Back in rainy Phuket

We left the UK on Thursday afternoon, took a cheap EuroWings (Lufthansa’s version of Easyjet), to Cologne, spent the night there and then took a Eurowings non-stop 11 hour flight to Phuket, where a taxi was waiting to take us to the Marina and Sister Midnight. All in all quite a pleasant trip. I did lug a bag over with 23Kg of tools, spares, bearings, Epirb, tubes of special grease etc, and was gutted to see a load of customs guys turn up just 2 minutes before my bag came off the carousel, they decided to xray every single bag leaving the airport. Of course mine was picked out for a closer inspection. It seems the thing that made him suspicious was Kathy’s 4 bags of Alta Rica instant coffee, he had a good rummage and sent me on my way with a smile. I do like the people here.

It’s always a bit of a worry returning to the boat after a few weeks/months break, but I’m getting better at it now. It’s always possible to return to a mast sticking out of the water and no sign of the boat, I think it’s much worse if you can see the boat on the mud at the bottom of the marina. More likely you return to an infestation of mice, roaches or flies. I will never forget as a child turning up to our caravan which my parents kept on a farm near Ruthin in North Wales to find millions of dead flies covering every surface inside. Dad should have left the skylight open for them to escape, instead there must have been a mass breeding program in place. I worry as I don’t leave anything open on the baba as I don’t want any cockroaches, crawling or flying this way.
As it turned out the boat seems free of infestations and all was well. The batteries looked to be holding a decent voltage, but in fact there was a problem, but that could wait. The main thing is the bowsprit, I think I may have spent more time with this bowsprit than my children over the last year.
The problem is that I have rot in the sprit and I have arranged to have it taken away on Monday and to be replaced, with a new, very expensive teak copy. I have agreed for them to collect it on Monday and they have put two weeks aside to do the job. I have also decided use this period to get the mainsail replaced, with another estimate of 2-3 weeks for the new sail to be made.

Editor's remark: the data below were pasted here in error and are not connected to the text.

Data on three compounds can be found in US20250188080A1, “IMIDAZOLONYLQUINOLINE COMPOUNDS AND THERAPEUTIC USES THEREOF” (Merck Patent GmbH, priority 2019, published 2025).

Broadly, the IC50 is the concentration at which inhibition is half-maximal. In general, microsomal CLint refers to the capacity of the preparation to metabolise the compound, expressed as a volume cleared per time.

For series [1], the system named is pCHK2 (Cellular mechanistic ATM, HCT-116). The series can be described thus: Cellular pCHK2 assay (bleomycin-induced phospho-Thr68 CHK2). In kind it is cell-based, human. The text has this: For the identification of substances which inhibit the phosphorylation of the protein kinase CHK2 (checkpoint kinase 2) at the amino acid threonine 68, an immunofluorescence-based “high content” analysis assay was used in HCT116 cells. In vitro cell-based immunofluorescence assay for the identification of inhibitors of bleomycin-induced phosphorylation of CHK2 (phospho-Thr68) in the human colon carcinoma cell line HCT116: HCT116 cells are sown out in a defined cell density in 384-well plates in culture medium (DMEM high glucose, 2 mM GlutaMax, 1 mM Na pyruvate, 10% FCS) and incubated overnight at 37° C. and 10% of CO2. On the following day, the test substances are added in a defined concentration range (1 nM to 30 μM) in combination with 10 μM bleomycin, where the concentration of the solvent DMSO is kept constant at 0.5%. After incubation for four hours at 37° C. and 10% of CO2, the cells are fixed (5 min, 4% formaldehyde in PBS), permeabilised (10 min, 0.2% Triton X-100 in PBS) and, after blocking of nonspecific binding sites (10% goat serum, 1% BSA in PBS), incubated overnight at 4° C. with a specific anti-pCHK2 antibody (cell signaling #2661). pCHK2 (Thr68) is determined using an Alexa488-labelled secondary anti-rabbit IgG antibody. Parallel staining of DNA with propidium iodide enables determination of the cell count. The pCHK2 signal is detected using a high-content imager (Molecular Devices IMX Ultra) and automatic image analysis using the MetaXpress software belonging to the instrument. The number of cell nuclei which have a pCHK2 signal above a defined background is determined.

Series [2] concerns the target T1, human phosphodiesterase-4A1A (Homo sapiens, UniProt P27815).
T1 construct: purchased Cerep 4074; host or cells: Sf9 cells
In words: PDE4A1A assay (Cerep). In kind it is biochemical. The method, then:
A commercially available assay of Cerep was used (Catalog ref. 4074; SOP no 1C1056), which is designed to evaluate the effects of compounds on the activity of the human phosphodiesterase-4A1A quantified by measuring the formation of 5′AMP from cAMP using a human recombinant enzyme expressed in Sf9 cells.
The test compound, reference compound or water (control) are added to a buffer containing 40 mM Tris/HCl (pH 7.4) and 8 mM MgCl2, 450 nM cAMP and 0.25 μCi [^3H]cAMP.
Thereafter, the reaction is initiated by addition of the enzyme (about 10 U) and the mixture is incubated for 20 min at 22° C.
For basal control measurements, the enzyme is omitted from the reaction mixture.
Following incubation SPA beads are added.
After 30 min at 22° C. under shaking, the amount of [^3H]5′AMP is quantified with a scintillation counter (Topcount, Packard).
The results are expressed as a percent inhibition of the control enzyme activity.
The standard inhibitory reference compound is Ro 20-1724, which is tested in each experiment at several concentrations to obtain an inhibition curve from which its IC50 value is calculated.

So if everything goes to plan we will be completed and ready to sail at the end of January. The plan then is to take advantage of the NE Monsoon season and explore Phang Na bay while making our way south to Singapore. From there at the end of March we will most likely head north when the NE monsoon season ends and the winds move to the SW. We are either going to Japan, via Hong Kong and Taiwan, and then onto Alaska/Vancouver Island, or we will spend another year in this area, exploring the east side of Malaysia, the gulf of Thailand and Vietnam/Cambodia with trips to Brunei, Sabah & Sarawak on the Island of Borneo.

I have never removed a bowsprit before. Taking the sprit off means removing the wires that play a part in holding the mast up. Also the windlass (Anchor motor) has to come off. The bow platform and pulpit too. I got stuck in as soon as we had unpacked. Even though it was about 4 AM by my body clock I made good progress, Windlass disconnected, pulpit removed and anchor platform unbolted ready to go.

Tomorrow I’m hoping the wind will drop so I can remove the Yankee headsail before I disconnect the two furler stays, bobstay and whisker stays. I also need to get the mainsail down before the stays come off as I need to hoist it to check on some dimensions before it heads off to Rolly Taskers.
The crappy weather was actually a great help, it was relatively cool and the drizzle was refreshing.

Back to the batteries and I realised that the charger wasn’t keeping up now I had the fridge and other 12V devices powered up. On inspection the battery charger looked dead, and the power had been coming from the solar panels only. Not bad really, they had been enough to keep the boat happy while away. The battery charger was soon fixed, A corroded connecter in the mains supply panel was responsible. This was disappointing, I wonder how many other connections are like that. However As I explained to Kathy, these mains supply issues don’t really matter as they are only relevant when we are tied up and plugged in.

So I expect with the jet lag I will be up very early, which suits me, first light I want to get the bow sprit sorted, then I can relax.

I have lots of new toys to play with, the GoPro camera might provide some better videos, I have some radio toys (Pactor) to setup, and a new system to run the barbecue. So all good fun.

Paul Collister